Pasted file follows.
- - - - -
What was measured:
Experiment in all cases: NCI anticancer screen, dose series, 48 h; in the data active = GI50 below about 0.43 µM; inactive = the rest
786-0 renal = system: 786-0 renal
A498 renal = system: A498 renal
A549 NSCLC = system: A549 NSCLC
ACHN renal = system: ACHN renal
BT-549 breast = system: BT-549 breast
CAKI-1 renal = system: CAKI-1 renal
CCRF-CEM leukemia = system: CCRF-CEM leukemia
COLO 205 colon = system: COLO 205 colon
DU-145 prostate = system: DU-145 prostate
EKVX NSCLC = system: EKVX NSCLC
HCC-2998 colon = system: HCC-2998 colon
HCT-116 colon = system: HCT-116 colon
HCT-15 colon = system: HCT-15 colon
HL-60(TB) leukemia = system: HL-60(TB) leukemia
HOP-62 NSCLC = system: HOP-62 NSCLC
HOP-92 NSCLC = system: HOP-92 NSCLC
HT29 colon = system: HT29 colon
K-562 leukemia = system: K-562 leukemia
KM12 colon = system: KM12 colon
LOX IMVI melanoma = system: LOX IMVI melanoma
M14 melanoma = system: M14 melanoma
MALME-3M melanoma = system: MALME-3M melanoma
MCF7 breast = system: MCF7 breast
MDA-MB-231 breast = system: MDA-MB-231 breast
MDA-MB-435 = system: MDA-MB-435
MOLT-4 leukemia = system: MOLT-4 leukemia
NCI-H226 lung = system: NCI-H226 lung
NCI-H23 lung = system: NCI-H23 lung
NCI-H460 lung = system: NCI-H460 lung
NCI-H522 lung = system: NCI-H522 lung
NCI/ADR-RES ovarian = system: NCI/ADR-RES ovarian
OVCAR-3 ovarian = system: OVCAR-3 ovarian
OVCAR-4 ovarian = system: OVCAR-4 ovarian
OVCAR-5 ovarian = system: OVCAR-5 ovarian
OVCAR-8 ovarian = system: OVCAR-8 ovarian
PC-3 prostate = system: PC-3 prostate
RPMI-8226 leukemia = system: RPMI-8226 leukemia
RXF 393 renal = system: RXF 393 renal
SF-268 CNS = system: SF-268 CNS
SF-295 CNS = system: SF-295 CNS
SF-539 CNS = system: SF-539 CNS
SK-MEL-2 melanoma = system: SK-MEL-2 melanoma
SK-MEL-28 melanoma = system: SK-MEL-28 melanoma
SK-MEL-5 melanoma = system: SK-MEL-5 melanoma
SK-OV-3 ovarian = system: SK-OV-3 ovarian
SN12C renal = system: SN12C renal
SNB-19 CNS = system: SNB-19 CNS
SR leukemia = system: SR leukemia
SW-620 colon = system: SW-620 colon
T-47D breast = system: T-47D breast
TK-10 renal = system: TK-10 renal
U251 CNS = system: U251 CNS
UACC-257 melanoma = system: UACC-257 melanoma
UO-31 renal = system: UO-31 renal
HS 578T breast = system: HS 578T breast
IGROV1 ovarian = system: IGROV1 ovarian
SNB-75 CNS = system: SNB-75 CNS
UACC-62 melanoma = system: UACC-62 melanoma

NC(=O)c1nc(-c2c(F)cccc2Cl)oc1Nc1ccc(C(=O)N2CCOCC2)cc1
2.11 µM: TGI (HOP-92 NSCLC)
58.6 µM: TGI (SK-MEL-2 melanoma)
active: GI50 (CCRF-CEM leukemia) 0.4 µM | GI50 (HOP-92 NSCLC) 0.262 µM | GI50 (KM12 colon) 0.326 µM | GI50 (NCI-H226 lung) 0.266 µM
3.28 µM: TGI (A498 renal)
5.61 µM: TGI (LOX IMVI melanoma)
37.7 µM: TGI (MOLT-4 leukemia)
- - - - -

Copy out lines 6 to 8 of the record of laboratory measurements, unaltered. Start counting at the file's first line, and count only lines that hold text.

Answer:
ACHN renal = system: ACHN renal
BT-549 breast = system: BT-549 breast
CAKI-1 renal = system: CAKI-1 renal